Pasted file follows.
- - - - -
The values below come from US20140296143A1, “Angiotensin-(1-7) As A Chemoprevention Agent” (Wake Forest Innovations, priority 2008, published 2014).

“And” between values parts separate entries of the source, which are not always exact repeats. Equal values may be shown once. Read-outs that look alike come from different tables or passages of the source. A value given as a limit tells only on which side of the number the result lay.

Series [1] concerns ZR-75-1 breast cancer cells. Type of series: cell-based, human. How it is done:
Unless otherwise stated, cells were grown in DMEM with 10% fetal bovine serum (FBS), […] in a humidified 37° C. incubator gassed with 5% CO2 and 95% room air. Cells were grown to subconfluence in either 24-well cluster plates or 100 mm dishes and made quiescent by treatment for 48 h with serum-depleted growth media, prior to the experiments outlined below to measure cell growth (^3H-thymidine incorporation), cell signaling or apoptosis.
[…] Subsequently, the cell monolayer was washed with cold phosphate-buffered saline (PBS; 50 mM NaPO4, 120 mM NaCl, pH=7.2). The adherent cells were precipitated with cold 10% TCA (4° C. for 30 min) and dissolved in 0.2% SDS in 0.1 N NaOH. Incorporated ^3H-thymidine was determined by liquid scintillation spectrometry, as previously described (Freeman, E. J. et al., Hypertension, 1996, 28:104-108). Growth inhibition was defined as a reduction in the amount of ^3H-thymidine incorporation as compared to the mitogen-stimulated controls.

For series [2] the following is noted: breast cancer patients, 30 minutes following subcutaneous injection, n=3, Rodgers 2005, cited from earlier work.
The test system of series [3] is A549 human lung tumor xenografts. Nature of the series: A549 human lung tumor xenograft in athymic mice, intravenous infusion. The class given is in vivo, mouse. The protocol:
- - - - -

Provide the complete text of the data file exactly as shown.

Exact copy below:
The values below come from US20140296143A1, “Angiotensin-(1-7) As A Chemoprevention Agent” (Wake Forest Innovations, priority 2008, published 2014).

“And” between values parts separate entries of the source, which are not always exact repeats. Equal values may be shown once. Read-outs that look alike come from different tables or passages of the source. A value given as a limit tells only on which side of the number the result lay.

Series [1] concerns ZR-75-1 breast cancer cells. Type of series: cell-based, human. How it is done:
Unless otherwise stated, cells were grown in DMEM with 10% fetal bovine serum (FBS), […] in a humidified 37° C. incubator gassed with 5% CO2 and 95% room air. Cells were grown to subconfluence in either 24-well cluster plates or 100 mm dishes and made quiescent by treatment for 48 h with serum-depleted growth media, prior to the experiments outlined below to measure cell growth (^3H-thymidine incorporation), cell signaling or apoptosis.
[…] Subsequently, the cell monolayer was washed with cold phosphate-buffered saline (PBS; 50 mM NaPO4, 120 mM NaCl, pH=7.2). The adherent cells were precipitated with cold 10% TCA (4° C. for 30 min) and dissolved in 0.2% SDS in 0.1 N NaOH. Incorporated ^3H-thymidine was determined by liquid scintillation spectrometry, as previously described (Freeman, E. J. et al., Hypertension, 1996, 28:104-108). Growth inhibition was defined as a reduction in the amount of ^3H-thymidine incorporation as compared to the mitogen-stimulated controls.

For series [2] the following is noted: breast cancer patients, 30 minutes following subcutaneous injection, n=3, Rodgers 2005, cited from earlier work.
The test system of series [3] is A549 human lung tumor xenografts. Nature of the series: A549 human lung tumor xenograft in athymic mice, intravenous infusion. The class given is in vivo, mouse. The protocol: